In this state and bit weight configuration, calibration component 300 selects the largest range and lowest resolution available. On the other hand, in select state 10 (i.e., S<0>=1 and S<1>=0), the value at I<3> is provided to O<3> and therefore accorded a bit weight of ½ and the value of I<0> is provided to O<0> for a bit weight of 1/16. In select state 10, calibration component 300 is configured with the smallest range and the highest resolution available. Select states 00 and 01 may select bit weight configurations having ranges and resolutions in between as shown in table 350′.
It should be appreciated that while the bit weights are shown as positive weights, in a two's complement representation, the most significant bit will indicate a negative weight. In a two's complement representation, an n-bit value will not change when expanded to an n+1 bit value if the expanded bit is the most significant bit and is given the same value as the next most significant bit.
As shown in table 350′, the select states configure the multiplexer from high range/low resolution to low range/high resolution by providing multiple connections for the most significant bit in register 320. As the bit weight configurations transition from low resolution (s=11) to high resolution (s=10), the value at position 321 (i.e., the value provided over connection I<3>) is provided to an additional one of connections O. That is, the value at 321 provides a coefficient for more than one bit weight and the values at bit positions 322, 323 and 324 are successively shifted towards the less significant (high resolution) connections O.
It should be appreciated that one's complement representations may be used or any other suitable representation for providing calibration information. For example, calibration information 355 may represent a binary code that may be converted into a calibration value by correction logic 310 before being applied to input signal 305.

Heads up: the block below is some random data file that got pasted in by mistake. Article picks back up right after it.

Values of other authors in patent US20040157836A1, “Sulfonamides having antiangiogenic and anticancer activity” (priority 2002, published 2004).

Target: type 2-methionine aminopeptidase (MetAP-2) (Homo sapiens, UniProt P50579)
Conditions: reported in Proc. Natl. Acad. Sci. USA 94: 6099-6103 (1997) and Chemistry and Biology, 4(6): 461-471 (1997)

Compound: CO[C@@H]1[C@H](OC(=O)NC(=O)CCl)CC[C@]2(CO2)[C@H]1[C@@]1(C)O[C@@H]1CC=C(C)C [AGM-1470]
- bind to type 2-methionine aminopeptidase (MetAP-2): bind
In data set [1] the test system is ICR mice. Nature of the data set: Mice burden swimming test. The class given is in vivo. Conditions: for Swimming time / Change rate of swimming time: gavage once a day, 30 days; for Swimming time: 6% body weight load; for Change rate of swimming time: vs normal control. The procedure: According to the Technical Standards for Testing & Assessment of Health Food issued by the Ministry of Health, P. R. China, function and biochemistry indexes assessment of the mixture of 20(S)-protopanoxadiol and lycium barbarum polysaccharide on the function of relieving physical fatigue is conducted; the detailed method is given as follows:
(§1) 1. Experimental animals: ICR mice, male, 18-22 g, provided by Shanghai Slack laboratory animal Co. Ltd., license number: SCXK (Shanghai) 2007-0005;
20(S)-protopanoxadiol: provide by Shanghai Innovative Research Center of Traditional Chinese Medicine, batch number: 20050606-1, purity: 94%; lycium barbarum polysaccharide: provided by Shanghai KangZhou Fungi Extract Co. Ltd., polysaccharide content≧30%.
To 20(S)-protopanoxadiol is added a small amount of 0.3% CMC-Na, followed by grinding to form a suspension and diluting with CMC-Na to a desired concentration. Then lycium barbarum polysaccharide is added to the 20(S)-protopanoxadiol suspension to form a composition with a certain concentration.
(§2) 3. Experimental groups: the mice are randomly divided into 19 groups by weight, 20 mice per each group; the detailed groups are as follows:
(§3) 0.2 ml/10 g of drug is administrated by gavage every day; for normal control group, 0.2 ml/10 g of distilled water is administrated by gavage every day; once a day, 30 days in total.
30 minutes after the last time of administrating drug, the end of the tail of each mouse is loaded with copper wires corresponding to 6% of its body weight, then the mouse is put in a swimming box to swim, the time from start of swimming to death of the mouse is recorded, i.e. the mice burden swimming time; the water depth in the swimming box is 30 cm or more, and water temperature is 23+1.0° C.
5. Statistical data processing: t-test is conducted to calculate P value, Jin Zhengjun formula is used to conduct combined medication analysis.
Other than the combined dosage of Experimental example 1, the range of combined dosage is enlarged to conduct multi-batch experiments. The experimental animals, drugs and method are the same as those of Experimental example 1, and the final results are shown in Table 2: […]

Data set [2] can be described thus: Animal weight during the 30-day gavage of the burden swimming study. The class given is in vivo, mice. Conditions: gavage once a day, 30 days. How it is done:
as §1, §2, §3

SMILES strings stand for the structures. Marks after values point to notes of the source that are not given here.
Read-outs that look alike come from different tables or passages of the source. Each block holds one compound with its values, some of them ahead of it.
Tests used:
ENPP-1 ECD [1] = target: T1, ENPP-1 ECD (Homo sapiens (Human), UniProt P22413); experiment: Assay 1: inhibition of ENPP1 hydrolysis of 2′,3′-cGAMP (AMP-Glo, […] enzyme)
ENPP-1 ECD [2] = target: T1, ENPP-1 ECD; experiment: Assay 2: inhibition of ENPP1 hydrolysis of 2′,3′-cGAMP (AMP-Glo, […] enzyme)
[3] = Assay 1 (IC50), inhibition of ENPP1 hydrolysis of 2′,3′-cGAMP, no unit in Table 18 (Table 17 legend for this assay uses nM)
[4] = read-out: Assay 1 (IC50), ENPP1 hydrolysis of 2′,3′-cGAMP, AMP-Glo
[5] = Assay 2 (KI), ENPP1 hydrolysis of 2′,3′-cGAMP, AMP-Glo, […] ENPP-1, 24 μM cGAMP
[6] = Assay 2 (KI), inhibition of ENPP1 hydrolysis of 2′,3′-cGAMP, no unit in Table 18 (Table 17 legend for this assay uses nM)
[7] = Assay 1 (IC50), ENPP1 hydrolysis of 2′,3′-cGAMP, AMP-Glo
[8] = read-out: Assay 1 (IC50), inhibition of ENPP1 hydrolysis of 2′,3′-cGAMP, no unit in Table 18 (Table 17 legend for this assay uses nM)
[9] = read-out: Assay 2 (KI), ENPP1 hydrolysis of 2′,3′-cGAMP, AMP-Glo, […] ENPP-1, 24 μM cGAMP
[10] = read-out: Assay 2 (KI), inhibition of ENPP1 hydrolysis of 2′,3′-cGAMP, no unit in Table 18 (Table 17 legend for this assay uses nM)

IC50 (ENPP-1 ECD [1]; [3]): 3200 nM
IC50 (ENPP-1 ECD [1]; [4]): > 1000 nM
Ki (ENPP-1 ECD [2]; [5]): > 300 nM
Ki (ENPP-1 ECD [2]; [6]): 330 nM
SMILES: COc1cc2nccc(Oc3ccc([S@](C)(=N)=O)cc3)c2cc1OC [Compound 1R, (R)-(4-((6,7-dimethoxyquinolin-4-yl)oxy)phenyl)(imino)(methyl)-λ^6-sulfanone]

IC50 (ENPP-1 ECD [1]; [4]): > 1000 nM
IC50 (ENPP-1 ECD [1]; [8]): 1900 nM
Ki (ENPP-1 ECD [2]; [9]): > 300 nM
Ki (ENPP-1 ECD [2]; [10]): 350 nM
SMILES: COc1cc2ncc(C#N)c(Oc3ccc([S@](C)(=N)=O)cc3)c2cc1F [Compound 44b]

Calibration component 300 facilitates the selection of a resolution and range of calibration information 315 in a post-production stage, that is, after the device has been manufactured. Testing equipment may be employed that provides one or more known input signals to be operated on by the device. Since the values of the input signals are known, an ideal and error free device would generate signals having expected values that may be computed (e.g., signal 305 may have an expected value if the device were ideal. The testing equipment may then measure one or more signals provided or generated by the device in response to the known signals. Actual values of the measured signal may be compared to expected values to determine errors carried by one or more of device signals (i.e., testing may determine the extent to which the device operates differently from an ideal device).
A calibration value may then be determined that compensates or corrects for the error. Since calibration component 300 can be configured to provide calibration information at a number of different ranges and resolutions after the device has been manufactured, the determined calibration value can be stored and provided without problems of insufficient range or inadequate resolution that may occur in conventional calibration where range and resolution are fixed before manufacture. For example, select lines may be configured (e.g., by selectively blowing the appropriate fuses) to provide a bit weight configuration that provides calibration information at an optimal range and resolution to reduce or eliminate the measured error. This procedure may be repeated for any number of signals that may benefit from calibration.
It should be appreciated that the invention is not limited to any number of calibration bits. For example,